WotR Damage Report: Freya, Frank, and a Few Avengers…
WotR Strikeforce: The Dark Elf Realm #1
Writer: Bryan Hill
Art: Leinil Francis Yu & Gerry Alanguilian
Color: Matt Hollingsworth
Publisher: Marvel Comics
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Another mini-series of tie-ins commences this week as we dive into the first “Strikeforce” team dispersed by Lady Freya in issue three of “War of the Realms.” This particular team is lead and recruited by Freya herself, and what an odd-ball team it is. On paper, three Avengers being led by the All-Mother may not seem that odd, but it’s not exactly the most household names when it comes to avenging. Ghost Rider, She-Hulk, and Blade are all handpicked, but Captain America also gave Freya the inclination that Frank Castle would also make a great addition, due to his abilty to cope with harsh circumstances. Before Freya can completely trust the group, she puts everyone through an individual test specifically designed to torture the mind. Not sure why this is, but I don’t question the All-Mother or her ways. Jennifer Walters is put in a courtroom scenario with her cousin, Bruce Banner, as the judge. Robbie Reyes has to defeat an imposter Spirit of Vengance. Blade takes out an older and alternate version of himself that is more of a vampire lord than he is a slayer. Lastly, Frank is faced with them mental task of killing his teammates, but he makes sure to reiterate that he felt bad in doing so. Finally, the team must spar Freya herself before she can find them all deeming of the task at hand. Their mission is to take out the Black Bifrost so that Malekith is no longer able to ship his army across Midgard so easily. Keep in mind, all of the events up until this point take place during the time frame of issue three of “WotR”, so you would have to know at this point that the Rainbow Bifrost is back in business thanks to Daredevil possessing the sword of Heimdell. Just before she leads her team to the Dark Elf Realm, she and Frank have a good heart to heart and she reveals that after looking into the future, she warns that she will become something that will never let her go. What that means is yet to be determined, so one can only speculate at this point. Flash forward to hours later, the team stands in front of the Black Bifrost and Freya announces that there has been a change of plan. The Black Bifrost must now be protected instead of destroyed, or they will be stranded. This could only mean one thing, and that being the Rainbow Bifrost has been destroyed. Which, once again, is confirmed in the pages of “WotR” #3. The final page leads us into issue four of “WotR” as Freya’s Strike Force stands their ground against an invading army of Dark Elves.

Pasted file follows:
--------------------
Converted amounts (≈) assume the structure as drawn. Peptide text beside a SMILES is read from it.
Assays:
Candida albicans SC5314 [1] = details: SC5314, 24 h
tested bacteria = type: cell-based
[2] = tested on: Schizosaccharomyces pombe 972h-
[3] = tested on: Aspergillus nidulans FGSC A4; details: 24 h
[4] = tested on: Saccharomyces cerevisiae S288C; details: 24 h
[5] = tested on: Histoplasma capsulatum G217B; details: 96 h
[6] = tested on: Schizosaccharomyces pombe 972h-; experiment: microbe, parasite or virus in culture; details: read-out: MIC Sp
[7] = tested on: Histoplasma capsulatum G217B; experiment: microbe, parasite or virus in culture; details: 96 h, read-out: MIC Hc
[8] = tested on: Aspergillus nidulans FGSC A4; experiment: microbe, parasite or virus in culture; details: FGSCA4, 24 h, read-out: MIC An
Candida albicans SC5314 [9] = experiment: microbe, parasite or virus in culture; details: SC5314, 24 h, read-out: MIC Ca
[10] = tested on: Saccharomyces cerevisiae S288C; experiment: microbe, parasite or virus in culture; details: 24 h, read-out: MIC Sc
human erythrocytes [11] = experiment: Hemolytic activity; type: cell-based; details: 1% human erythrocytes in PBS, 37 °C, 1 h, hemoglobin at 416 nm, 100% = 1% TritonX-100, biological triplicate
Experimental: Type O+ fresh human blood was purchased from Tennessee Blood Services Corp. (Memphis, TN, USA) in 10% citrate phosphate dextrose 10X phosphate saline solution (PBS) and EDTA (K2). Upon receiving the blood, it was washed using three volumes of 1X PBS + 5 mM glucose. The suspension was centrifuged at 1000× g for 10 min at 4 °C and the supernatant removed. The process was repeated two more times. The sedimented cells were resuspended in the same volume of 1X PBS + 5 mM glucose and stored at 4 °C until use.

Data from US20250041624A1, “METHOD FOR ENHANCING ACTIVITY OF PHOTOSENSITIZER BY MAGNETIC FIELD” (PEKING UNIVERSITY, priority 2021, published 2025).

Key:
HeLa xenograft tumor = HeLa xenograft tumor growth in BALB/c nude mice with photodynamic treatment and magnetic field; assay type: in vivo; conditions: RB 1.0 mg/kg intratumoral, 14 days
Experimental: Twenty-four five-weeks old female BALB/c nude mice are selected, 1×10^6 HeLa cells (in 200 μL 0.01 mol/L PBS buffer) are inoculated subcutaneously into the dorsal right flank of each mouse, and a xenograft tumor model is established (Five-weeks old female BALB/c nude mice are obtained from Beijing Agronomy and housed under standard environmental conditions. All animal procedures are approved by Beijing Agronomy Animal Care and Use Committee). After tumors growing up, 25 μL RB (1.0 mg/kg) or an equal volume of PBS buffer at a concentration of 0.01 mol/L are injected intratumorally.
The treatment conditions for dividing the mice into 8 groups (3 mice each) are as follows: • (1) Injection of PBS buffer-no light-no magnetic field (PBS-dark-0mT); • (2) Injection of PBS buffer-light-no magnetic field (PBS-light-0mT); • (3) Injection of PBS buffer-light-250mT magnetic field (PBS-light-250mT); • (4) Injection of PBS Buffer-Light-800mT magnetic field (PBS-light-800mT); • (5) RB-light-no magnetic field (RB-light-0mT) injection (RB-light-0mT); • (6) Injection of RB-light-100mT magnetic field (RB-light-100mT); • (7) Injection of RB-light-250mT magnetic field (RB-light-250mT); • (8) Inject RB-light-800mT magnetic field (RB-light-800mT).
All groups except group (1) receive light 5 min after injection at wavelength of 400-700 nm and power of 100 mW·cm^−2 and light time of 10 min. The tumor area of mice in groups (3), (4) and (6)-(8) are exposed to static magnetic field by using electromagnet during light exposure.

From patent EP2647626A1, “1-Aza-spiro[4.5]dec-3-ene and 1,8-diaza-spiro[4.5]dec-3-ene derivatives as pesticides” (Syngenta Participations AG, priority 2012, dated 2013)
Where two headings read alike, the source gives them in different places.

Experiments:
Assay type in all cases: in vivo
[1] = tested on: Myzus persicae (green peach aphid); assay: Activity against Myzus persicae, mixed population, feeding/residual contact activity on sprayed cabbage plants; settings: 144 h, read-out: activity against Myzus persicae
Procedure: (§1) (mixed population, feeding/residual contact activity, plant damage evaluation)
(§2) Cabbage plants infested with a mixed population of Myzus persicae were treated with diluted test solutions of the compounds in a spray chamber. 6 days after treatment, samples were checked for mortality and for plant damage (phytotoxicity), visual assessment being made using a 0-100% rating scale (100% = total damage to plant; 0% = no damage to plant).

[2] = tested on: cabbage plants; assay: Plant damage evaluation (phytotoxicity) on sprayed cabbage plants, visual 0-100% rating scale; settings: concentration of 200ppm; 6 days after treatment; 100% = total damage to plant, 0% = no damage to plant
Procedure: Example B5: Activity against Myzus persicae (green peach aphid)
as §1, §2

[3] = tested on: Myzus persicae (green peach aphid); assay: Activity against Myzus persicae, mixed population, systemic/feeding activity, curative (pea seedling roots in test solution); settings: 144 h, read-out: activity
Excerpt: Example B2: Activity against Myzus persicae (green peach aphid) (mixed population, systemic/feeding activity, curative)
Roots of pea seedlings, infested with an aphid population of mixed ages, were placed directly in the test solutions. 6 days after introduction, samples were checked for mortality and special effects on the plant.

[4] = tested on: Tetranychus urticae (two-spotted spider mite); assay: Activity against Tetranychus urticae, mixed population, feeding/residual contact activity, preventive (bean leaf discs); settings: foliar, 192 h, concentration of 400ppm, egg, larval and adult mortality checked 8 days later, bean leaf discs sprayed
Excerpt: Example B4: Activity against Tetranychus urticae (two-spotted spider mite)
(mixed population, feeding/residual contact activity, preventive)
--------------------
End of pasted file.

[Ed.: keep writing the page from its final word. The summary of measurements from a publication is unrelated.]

Bryan Hill did an awesome job tying in this issue. It genuinely felt like it came straight out of the pages that set this issue up in “WotR” #3. The montage of Freya making the team prove themselves felt very unnecessary, with the exception of Frank Castle’s, but I’m sure it will make more sense as the tie-ins keep coming. The fact is that despite the unneeded individual scenarios, all of the characters felt genuine and belonging in the end, even though this would never seem like a team the All-Mother would hand pick to travel to another realm.
The art team on this book did a great job delivering the proper visuals to this story. This issue could have easily been drawn with a bright and simplistic style and it could have suited just fine. However, I was very pleased to see a darker and more detailed style for this story instead. The detail in Blade’s castle was amazing, as well was all of the beautiful cosmic panels involving Freya. There was never a visually confusing moment in this book, and was consistently pleasing from beginning to end.
I would have thought that by now the tie-ins would start to feel redundant and unnecessary, but somehow the stories all seem to keep drawing me in. The Dark Elf Realm #1 is no exception. Granted, some of the pages in this issues didn’t exactly feel necessary, it still has its moment of fan service. I highly suggest you read this book after “WotR” #3, otherwise it could come off rather confusing. Overall, this story definitely brought another cool angle to the War of the Realms.
I would have thought that by now the tie-ins would start to feel redundant and unnecessary, but somehow the stories all seem to keep drawing me in.